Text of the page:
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Irish and mixed heritage: 'I'm a proud Irish woman and that identity is part of who I am'

#IamIrish exhibition opens this month to explore issues around identity and culture with Irish people of mixed heritage.

try 1 Source: Lorraine Maher

“NO MATTER WHAT the mix is and how long people have been outside of Ireland, you ask them who are they and they’ll tell you they’re Irish,” says Lorraine Maher, creative director of the #IamIrish exhibition that opened last week at Axis Arts Centre Ballymun.

The exhibition explores the issue of Irish identity through the experiences of Irish people of mixed heritage in an attempt to “challenge perceptions of what it looks like to be Irish” and demonstrate the diversity of Irish people.

Disa and Storm Source: Tracey Anderson

The exhibition first opened in October 2016 at the London Irish Centre, with funding from the Irish Embassy. Its success has now brought it across the sea to Dublin as part of the celebration of Black History Month 2017, with funding from the British Council and the Dublin City Arts Office.

Maher says it is “a powerful and symbolic opportunity to unite these celebrations of Black and Irish heritage and put Ireland’s long history of dual heritage firmly into focus”.

After its opening in London, Maher was inundated by people online who told her that she was telling their story, many with different varieties of mixed-Irish heritages.

“When I first did it, the story was about being black and Irish,” Maher tells TheJournal.ie. “But that’s really expanded because I’ve met people who are Chinese and Irish, Asian and Irish, Iranian and Irish, people from all over.”

And though different from her original intention, Maher began to see similarities in each person’s story.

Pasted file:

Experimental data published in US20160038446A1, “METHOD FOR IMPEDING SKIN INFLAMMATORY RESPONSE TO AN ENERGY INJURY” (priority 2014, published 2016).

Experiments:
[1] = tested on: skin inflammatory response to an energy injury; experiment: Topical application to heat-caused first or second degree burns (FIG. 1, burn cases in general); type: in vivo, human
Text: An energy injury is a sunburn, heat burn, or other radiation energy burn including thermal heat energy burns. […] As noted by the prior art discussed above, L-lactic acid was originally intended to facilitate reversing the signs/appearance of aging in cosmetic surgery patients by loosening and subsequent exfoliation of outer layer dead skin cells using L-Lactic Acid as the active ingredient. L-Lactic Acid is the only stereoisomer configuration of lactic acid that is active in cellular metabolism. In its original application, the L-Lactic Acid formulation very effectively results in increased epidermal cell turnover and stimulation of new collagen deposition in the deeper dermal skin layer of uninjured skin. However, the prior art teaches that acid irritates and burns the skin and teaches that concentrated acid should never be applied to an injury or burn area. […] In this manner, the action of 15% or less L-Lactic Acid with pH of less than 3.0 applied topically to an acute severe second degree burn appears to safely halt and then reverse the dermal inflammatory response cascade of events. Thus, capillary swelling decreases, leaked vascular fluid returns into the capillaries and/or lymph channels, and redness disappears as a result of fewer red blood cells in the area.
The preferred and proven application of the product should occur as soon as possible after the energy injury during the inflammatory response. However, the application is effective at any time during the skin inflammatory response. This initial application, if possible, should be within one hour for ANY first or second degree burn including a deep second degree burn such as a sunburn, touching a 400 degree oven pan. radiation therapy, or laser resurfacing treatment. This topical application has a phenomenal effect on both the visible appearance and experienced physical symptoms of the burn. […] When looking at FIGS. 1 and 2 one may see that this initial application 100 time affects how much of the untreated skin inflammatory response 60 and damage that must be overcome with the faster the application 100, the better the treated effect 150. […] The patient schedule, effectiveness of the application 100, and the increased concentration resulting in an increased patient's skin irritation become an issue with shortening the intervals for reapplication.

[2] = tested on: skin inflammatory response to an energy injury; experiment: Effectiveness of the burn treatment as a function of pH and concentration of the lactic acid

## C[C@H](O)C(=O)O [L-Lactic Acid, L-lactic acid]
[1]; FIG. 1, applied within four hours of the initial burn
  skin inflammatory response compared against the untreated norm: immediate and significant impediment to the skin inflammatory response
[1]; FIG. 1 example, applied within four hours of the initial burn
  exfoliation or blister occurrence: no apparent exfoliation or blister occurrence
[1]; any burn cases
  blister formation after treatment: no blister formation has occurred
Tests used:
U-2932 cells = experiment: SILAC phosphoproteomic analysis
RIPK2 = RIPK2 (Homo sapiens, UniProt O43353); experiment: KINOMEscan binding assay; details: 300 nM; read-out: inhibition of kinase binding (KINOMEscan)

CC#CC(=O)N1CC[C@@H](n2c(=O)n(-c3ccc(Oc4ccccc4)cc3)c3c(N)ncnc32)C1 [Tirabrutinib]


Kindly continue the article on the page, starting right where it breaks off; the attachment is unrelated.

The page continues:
“The narrative seems to be same: of feeling very proud to be Irish but still feeling like they don’t quite fit in and I think as a society we need to be pushing that agenda more, we need to be saying more and more ‘we belong here.’”

AS2J5963 Source: Tracey Anderson

Originally from Carrick-on-Suir in Co Tipperary, Maher left Ireland for London when she was in her teens. She said growing up in Ireland, “I always knew I was different.”

But at heart, she stills feels very rooted to Ireland.

“I’m a proud Irish woman and that identity is part of who I am,” she says, herself of mixed Irish and African heritage.

“I know for lots of mixed-heritage Irish their stories began in industrial homes and their experience of being in Ireland wasn’t always the most positive one. I feel like we here championing on their behalf and opening doors for young mixed-race people to come along and to be able to say, ‘I am Irish.’”

Maher worked together with photographer Tracey Anderson to take intimate photographic studies detailing the experiences of mixed race Irish people living in the UK. With the Dublin opening, the portraits now include mixed-heritage Irish people living in Ireland who reached out to Maher after the initial London showing.

Lolly Source: Tracey Anderson

Ranging in age, gender and mixed ethnicity, the photographs tell the stories of each individual and look into the roots and identity issues centered around Ireland and ‘Irishness’.

The subjects in the photographs researched their family history and family crests as part of the project and a snapshot of their stories will hang alongside their photographs.

“Conversations on diversity, heritage and identity have certainly increased and improved in Ireland in recent years, but they don’t always translate in daily life,” says Niamh Ní Chonchubhair, programme manager of Axis Ballymun.

“Visibility is key here. Often, what we’re seeing on our screens, stages, billboards or walls isn’t reflecting what our communities look like. People like Lorraine have done so much to shine a light on the broader spectrum of Irish identity.”

Dylan Source: Tracey Anderson

Niamh says that the exhibition is a stimulus for a conversation about identity, race, culture and heritage and to help the conversation go further, Axis and Lorraine have developed a series of creative engagements.

Schools and community groups have been invited to participate in workshops and talks with Maher, and the Axis theatre will host a panel discussion, ‘“I Am Irish” a conversation’, on Wednesday 25 October at 6.30pm.

For Maher, the Dublin opening of the exhibit enables more stories to be told.

“It’s really unfolding,” she says. “People are speaking out and wanting to be counted.”

The exhibition will be at the Axis Arts Centre, Ballymun till 31 October, Monday to Friday 10am to 8pm. Tickets to the panel dicussion are free and can be booked here: https://www.eventbrite.com/e/iamirish-a-conversation-tickets-36145797052

Read: What it’s like to grow up biracial in small-town Ireland

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